Former Defense Secretary James Mattis disagreed with a senior administration official's decision to publish an anonymous op-ed critical of the president in 2018, saying he would have put his name on something like that.
"I've never believed in cowardice," he told MSNBC's "Morning Joe" on Wednesday. "If I felt that strongly about something, I would have signed it -- I would have been right up front about it. I think you would owe that degree of candor."
Mattis' response echoed how the White House criticized the unknown administration official who penned the op-ed in The New York Times. The piece -- titled "I Am Part of the Resistance Inside the Trump Administration" -- contained a scathing indictment of Trump's behavior and moral compass. It also indicated that there was a substantial apparatus within the administration that tried to undermine Trump's agenda.
Mattis said Wednesday that the op-ed was part of a broader problem with the nation's political environment.
"I think, too, we have to look at this as a test of everyone's character in America. Again, I don't think we have a problem today that suddenly mushroomed into our observation and what we're seeing here in the last six months, last two years, or last five years," he said.
"I think this is a growing problem inside America. We've lost the fundamental friendliness with one another, we've lost a sense of fairness," he added.
His comments were the latest in a series Mattis made with the release of his new book "Call Sign Chaos."
Mattis has described Trump as an "unusual" president but also a "forthright man" whom he met with weekly while in the administration. In an interview with CBS, Mattis refused to speak ill of the president, noting the "rabid nature of politics today."
Mattis also revealed that he hasn't spoken with the president since resigning late last year. During his time in the administration, rumors swirled around Washington that Mattis had sometimes clashed with Trump.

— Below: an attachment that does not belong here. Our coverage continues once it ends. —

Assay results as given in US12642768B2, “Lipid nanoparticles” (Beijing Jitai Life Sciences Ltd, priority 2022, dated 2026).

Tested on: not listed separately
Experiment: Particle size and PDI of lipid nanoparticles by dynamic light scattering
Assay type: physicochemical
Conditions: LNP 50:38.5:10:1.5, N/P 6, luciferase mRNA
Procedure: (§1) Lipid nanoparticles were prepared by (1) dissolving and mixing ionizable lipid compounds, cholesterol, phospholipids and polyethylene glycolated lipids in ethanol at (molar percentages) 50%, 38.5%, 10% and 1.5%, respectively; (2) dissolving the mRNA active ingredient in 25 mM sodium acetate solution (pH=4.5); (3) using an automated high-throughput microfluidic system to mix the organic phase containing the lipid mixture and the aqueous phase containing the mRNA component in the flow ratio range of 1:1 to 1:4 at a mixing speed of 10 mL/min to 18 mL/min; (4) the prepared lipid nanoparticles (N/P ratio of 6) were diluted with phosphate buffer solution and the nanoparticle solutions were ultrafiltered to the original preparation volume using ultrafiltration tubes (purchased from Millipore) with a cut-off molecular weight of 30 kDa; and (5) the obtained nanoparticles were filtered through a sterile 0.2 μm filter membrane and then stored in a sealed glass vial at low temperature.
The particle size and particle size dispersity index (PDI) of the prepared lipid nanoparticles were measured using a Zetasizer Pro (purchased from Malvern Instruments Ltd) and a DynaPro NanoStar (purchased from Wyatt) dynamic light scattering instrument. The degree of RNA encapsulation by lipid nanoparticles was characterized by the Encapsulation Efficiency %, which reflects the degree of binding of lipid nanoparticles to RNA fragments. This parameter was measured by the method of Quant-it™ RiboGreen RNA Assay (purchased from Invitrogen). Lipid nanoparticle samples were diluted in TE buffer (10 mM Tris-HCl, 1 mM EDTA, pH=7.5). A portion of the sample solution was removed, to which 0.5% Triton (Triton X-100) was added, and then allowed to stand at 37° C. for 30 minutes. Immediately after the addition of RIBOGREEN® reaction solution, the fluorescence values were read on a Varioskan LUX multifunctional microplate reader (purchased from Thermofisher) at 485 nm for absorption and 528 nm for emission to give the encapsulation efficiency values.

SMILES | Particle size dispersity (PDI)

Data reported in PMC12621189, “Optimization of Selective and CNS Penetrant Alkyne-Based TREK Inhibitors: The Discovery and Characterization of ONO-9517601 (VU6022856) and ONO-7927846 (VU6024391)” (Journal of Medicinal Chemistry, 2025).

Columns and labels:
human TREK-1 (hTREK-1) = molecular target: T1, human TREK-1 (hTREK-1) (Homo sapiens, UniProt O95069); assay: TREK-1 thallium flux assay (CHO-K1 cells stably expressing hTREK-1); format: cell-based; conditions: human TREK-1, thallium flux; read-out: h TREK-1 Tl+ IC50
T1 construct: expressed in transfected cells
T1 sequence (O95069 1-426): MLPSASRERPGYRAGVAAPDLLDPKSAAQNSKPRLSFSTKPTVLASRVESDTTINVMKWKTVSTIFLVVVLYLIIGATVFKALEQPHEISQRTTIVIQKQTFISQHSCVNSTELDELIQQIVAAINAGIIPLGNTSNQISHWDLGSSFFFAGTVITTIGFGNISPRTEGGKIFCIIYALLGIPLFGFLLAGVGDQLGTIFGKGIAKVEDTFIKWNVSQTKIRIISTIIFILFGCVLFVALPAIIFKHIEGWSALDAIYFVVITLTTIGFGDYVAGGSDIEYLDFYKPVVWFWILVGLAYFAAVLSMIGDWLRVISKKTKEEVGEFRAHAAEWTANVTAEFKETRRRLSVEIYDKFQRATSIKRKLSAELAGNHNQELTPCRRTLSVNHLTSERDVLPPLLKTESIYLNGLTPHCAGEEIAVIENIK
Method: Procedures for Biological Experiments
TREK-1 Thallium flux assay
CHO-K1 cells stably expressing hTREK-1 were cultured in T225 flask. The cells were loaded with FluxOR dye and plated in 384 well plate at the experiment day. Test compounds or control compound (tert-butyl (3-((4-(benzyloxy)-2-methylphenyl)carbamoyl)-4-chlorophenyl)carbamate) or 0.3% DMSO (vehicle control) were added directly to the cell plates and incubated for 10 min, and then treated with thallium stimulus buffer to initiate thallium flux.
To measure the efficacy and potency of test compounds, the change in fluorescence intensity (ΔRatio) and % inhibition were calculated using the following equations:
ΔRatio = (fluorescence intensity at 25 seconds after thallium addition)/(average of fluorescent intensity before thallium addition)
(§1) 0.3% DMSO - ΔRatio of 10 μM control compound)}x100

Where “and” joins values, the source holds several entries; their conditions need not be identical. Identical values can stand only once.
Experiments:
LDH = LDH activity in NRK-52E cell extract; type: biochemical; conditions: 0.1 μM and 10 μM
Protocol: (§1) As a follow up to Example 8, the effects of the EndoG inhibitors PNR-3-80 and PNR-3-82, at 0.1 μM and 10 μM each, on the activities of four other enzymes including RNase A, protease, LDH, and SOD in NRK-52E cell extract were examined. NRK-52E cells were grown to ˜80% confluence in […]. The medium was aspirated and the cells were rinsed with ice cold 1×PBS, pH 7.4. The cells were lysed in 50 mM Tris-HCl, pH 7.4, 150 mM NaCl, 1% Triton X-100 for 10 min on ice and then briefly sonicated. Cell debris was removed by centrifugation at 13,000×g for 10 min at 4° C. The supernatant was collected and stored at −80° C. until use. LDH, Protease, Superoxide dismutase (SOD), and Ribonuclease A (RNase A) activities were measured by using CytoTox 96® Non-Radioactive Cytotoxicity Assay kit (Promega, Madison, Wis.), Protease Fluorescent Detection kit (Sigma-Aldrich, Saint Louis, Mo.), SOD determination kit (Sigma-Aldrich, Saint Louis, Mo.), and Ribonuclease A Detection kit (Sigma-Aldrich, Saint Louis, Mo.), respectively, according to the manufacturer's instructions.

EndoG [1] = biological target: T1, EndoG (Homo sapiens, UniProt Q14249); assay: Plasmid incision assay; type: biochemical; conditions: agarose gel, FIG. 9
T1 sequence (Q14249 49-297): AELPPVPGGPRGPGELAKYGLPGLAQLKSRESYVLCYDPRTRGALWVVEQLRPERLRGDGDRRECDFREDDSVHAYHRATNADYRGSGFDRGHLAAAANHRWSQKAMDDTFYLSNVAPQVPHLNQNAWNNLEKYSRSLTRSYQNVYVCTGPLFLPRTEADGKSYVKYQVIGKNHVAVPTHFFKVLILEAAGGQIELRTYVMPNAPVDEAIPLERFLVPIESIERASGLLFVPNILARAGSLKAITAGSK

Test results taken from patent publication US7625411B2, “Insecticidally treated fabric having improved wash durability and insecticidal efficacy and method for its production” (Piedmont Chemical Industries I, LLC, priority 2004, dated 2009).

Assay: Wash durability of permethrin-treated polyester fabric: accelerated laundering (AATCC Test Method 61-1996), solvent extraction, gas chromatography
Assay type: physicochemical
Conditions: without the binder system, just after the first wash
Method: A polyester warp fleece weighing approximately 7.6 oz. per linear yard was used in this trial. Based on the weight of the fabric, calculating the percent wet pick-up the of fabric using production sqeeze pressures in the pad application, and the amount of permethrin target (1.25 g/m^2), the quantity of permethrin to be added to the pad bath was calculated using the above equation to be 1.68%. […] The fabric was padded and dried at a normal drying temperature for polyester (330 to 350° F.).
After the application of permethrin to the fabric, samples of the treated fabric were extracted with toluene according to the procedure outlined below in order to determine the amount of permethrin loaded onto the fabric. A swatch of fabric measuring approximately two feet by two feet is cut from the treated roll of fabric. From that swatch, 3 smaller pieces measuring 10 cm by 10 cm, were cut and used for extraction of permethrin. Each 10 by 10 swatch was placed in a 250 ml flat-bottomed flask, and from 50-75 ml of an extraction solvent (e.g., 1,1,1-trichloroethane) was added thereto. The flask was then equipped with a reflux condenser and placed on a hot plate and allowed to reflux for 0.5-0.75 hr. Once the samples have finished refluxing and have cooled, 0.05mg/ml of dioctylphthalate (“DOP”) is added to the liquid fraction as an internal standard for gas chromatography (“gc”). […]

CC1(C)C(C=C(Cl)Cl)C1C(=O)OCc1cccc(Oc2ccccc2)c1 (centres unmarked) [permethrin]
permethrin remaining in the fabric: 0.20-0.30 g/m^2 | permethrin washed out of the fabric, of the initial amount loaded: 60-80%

Recent reports like the CBS one -- his first televised interview since leaving -- appear to offer some insight into the president's disagreements with his chief military adviser.
Mattis' departure in 2018 prompted speculation, since it occurred just after the president announced he would withdraw from Syria.
Mattis reportedly saw the decision as betraying America's allies. "This is how I saw the strength of America, that we keep our alliances together and we keep them tight," Mattis reportedly said. "And if I wasn't the right person to do this, the president needed someone more aligned with his views."
News of those comments came just a day after The Atlantic reported that Mattis told Trump that he would lose the war against ISIS. “You’re going to have to get the next secretary of defense to lose to ISIS. I’m not going to do it," he reportedly said.
"I think that the administration had made up its mind that we were coming out," Mattis told MacCallum on Tuesday. "They believed the enemy was beaten down far enough that they couldn't rise again, despite what the intelligence community was quite adamant about -- that they would rise again," Mattis said.
Fox News' Victor Garcia contributed to this report.